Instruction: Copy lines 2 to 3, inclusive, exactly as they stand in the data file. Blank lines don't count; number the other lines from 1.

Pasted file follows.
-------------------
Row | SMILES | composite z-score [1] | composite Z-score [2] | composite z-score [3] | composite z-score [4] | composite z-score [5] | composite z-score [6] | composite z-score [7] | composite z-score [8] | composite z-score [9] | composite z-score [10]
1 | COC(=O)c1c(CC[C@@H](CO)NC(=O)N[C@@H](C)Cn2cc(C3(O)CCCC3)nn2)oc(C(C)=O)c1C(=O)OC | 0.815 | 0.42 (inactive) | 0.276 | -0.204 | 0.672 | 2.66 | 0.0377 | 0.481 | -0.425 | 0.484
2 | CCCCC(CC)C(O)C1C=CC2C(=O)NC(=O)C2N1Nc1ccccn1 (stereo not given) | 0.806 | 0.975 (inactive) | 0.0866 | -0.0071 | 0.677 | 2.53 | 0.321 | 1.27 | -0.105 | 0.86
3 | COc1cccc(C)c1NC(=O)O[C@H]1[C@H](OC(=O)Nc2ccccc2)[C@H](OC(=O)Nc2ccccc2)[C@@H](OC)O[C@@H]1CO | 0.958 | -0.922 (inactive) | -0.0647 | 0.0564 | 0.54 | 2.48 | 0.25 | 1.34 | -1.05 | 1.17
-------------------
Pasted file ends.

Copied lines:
1 | COC(=O)c1c(CC[C@@H](CO)NC(=O)N[C@@H](C)Cn2cc(C3(O)CCCC3)nn2)oc(C(C)=O)c1C(=O)OC | 0.815 | 0.42 (inactive) | 0.276 | -0.204 | 0.672 | 2.66 | 0.0377 | 0.481 | -0.425 | 0.484
2 | CCCCC(CC)C(O)C1C=CC2C(=O)NC(=O)C2N1Nc1ccccn1 (stereo not given) | 0.806 | 0.975 (inactive) | 0.0866 | -0.0071 | 0.677 | 2.53 | 0.321 | 1.27 | -0.105 | 0.86